January 29, 2023
What happened: Over the weekend, Palestinian assailants carried out two terror attacks on Israeli civilians in Jerusalem. On Friday evening, as Jewish Israelis were celebrating Shabbat, a terrorist carried out a murderous rampage near a synagogue, killing seven people, including a 14-year-old boy. This was the deadliest terror attack in Israel since 2011 and took place on International Holocaust Remembrance Day. Just hours later, on Saturday, a 13-year-old Palestinian boy shot and seriously injured an Israeli father and son. There were two additional terror attacks attempted in the West Bank that were, thankfully, unsuccessful.
Even before the victims could be identified, an all too familiar trend developed in the coverage of the attacks: equating the terror attacks carried out against Israelis with Israel’s recent counterterrorism operations in the West Bank. Some in the media portrayed the terror attacks in Jerusalem as retaliation for the Israeli operations, implying that Israel is to blame for the recent terror attacks against its citizens. Others, including the Palestinian Authority (PA), have claimed that the Israeli government is “fully responsible” for this sharp rise in terror.
For context, fearing an imminent terrorist attack, the Israeli Defense Forces launched a large-scale daytime raid against a terrorist cell in the Palestinian refugee camp in Jenin, one of the West Bank’s largest cities, on Thursday, January 26. The operation resulted in the deaths of ten Palestinians, nine of whom were terrorists. Tragically, one civilian was killed. Jenin has become a hotbed of terror activity, with several attacks within Israel originating from the city in April and May 2022.
Over the last decade, the Palestinian Authority has increasingly lost control of the security situation in much of the West Bank amid the Palestinian population’s widespread discontent with the PA and its leader Mahmoud Abbas. As confidence in the PA has declined, Hamas, Palestinian Islamic Jihad, the Lion’s Den, and other terror groups have stepped up their efforts to gain control within the West Bank. Israel’s Shin Bet security agency revealed last week that it had uncovered an elaborate terror recruiting operation in the West Bank. The Shin Bet also foiled an attempt by Gaza terror groups in December to carry out a large-scale bombing attack in Israel using West Bank terror operatives.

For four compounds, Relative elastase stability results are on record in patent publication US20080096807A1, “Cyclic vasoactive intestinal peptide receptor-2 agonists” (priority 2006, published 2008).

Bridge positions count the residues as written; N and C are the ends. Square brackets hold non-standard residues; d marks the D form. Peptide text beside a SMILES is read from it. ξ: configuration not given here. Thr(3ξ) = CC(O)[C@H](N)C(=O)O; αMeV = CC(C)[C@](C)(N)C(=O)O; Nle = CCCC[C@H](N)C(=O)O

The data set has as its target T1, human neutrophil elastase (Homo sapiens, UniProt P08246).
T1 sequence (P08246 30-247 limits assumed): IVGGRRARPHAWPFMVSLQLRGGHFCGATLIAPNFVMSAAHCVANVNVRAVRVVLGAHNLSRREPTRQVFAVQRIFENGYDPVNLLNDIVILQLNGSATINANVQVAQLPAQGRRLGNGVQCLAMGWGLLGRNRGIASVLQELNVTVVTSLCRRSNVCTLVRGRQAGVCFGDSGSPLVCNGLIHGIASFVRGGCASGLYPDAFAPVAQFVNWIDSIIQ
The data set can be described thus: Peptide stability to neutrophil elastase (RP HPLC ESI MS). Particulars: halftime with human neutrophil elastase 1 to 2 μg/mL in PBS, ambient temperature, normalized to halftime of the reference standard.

False comparison: With any outbreak of violence in the Israeli-Palestinian conflict, Western media often covers operations of the Israeli Defense Forces and terror attacks from Palestinian assailants or terror groups as morally equivalent. While the cycle of bloodshed has devastatingly become commonplace, to equate preventative operations against terrorists with premeditated attacks that target civilians is detestable and irresponsible. This ill-informed practice leads to the misunderstanding of the facts on the ground, and increased hatred of Israel and, in some cases, Jews around the world. There is simply no moral equivalence between Israel’s anti-terrorist operations and terrorists' deadly attacks on civilians.
Here are three key examples as to why this comparison is unequivocally false:
Use of force: Israel’s actions to defend itself are carried out in response to specific acts or threats of terrorism and are conducted to protect Israeli citizens and do not target Palestinian civilians, while terror attacks against Israelis are intended to harm civilians. Israel’s counterterrorism operations are done with precision to minimize Palestinian civilian casualties, while indiscriminate terror attacks targeting Israelis seek to cause as much destruction and loss of life as possible, through wide-scale attacks such as rocket fire at Israeli towns and cities, as well as knifing, suicide bombing, car-ramming, and shooting terror attacks, such as the recent assaults in Jerusalem.
Incentives for terror: The Palestinian Authority – a governing body that exercises partial control over areas of the West Bank – incentivizes terror attacks by Palestinians by providing monthly stipends to Palestinians jailed in Israel for such attacks as well as compensating the families of terrorists. In 2021, the Palestinian Authority paid out an estimated $157 million as part of its “pay for slay” policy. In 2017, AJC advocated for the successful passage and implementation of the Taylor Force Act, which restricts direct assistance to the Palestinian Authority until it ends such payments.
Accountability: Israel’s police and military forces are held accountable by Israeli law. When problematic or questionable incidents occur, they are thoroughly investigated by the Israeli judicial system. Palestinian terror organizations are not accountable to any Palestinian legal system.